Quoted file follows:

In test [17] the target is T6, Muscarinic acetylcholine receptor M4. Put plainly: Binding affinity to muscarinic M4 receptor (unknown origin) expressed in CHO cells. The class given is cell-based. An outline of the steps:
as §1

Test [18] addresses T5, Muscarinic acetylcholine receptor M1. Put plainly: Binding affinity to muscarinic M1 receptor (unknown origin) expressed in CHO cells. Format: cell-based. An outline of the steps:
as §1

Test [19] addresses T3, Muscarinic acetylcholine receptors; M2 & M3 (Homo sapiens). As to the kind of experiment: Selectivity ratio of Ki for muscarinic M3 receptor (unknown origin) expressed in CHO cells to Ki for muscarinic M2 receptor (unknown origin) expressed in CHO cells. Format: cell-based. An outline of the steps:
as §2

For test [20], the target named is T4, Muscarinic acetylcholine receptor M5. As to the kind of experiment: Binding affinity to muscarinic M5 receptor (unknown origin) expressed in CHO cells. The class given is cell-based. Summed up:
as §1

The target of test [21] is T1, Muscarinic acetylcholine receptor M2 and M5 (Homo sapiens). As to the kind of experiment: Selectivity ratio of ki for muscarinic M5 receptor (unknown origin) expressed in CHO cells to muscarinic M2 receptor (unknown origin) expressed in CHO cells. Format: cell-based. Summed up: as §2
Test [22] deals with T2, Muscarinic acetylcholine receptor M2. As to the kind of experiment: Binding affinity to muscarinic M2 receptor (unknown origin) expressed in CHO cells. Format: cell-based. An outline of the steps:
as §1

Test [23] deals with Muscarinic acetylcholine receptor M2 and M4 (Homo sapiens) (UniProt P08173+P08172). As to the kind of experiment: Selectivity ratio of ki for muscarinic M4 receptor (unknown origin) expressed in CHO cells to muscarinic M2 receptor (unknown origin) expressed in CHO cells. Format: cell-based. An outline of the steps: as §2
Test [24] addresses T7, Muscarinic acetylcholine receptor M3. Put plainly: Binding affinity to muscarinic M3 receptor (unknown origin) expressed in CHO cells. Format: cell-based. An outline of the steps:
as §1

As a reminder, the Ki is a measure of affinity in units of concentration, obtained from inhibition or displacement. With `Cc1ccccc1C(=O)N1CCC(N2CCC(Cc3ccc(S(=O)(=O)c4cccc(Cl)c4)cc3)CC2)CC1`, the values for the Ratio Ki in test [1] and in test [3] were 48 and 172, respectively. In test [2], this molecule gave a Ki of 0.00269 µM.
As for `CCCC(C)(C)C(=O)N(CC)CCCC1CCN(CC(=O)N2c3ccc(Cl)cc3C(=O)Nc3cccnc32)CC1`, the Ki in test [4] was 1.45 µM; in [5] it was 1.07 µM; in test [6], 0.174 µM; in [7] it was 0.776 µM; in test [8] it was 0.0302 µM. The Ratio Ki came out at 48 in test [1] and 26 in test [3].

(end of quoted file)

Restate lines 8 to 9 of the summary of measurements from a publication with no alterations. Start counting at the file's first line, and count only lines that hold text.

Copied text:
as §1

The target of test [21] is T1, Muscarinic acetylcholine receptor M2 and M5 (Homo sapiens). As to the kind of experiment: Selectivity ratio of ki for muscarinic M5 receptor (unknown origin) expressed in CHO cells to muscarinic M2 receptor (unknown origin) expressed in CHO cells. Format: cell-based. Summed up: as §2